Reading the Towery column referenced below reminded me of something I wrote after a particularly disappointing day covering the state legislature this year.
Being that it's campaign season in Macon, and since it's been a slow day, I thought I'd post it:
I've been covering politics for 7 years and I tried to think the other night how many politicians I've met that I can describe as statesmen.
It's a pretty short list. And I had to expand the definition pretty liberally. But then I'm naive and have high expectations. And I won't complain if you add presumptious.
So my advice to politicians:
Stop caring about who gets the credit for things that go right. Things are supposed to go right.
Stop playing political games. Don't worry about gamesmanship, worry about statesmanship.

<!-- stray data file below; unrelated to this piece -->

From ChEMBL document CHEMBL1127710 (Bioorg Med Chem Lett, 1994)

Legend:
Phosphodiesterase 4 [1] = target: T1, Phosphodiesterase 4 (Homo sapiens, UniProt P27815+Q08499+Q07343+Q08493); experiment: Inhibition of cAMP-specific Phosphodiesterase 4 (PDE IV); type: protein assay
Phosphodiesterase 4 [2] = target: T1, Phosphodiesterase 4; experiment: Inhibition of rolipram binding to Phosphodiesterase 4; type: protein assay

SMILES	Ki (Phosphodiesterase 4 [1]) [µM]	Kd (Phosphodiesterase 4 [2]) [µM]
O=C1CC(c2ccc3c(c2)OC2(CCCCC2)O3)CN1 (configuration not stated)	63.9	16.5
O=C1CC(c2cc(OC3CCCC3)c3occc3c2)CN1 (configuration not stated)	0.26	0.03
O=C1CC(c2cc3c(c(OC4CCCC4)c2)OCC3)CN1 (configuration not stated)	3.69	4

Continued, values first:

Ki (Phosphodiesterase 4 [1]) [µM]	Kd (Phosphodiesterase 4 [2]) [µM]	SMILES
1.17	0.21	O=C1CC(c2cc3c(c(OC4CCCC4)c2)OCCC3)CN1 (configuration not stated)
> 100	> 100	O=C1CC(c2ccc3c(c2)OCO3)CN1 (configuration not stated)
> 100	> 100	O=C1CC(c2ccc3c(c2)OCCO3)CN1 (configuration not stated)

Remember that it's the taxpayer's money. Just because you decided how to spend it doesn't mean you did anything great.
Stop thinking about yourself in general.
Pattern yourself after true heroes.
Find that often narrow ground between sticking to your principles and compromise. And when a compromise is wrong, say so.
As a matter of fact, tell the truth all the time. Or hold your tongue.
Admit when you are wrong.
When you do the right thing, do the right thing. Don't do the right thing because it's going to be on T.V.
Don't be too impressed with yourself. Don't run your opponents or your critics down. Don't do things that feel wrong.
Return phone calls and value other people's time over your own.
Find things that are wrong and boldly try to change them.
Don't be afraid to fall on your face once in a while. Remind us all that people can pick themselves up.
Learn when to be discreet and when to yell at the top of your lungs.
Do one great thing in your life.
Treat the people who work for you well.
Remember the Bible: Blessed are the merciful. Blessed are the pure in heart. Blessed are the peacemakers.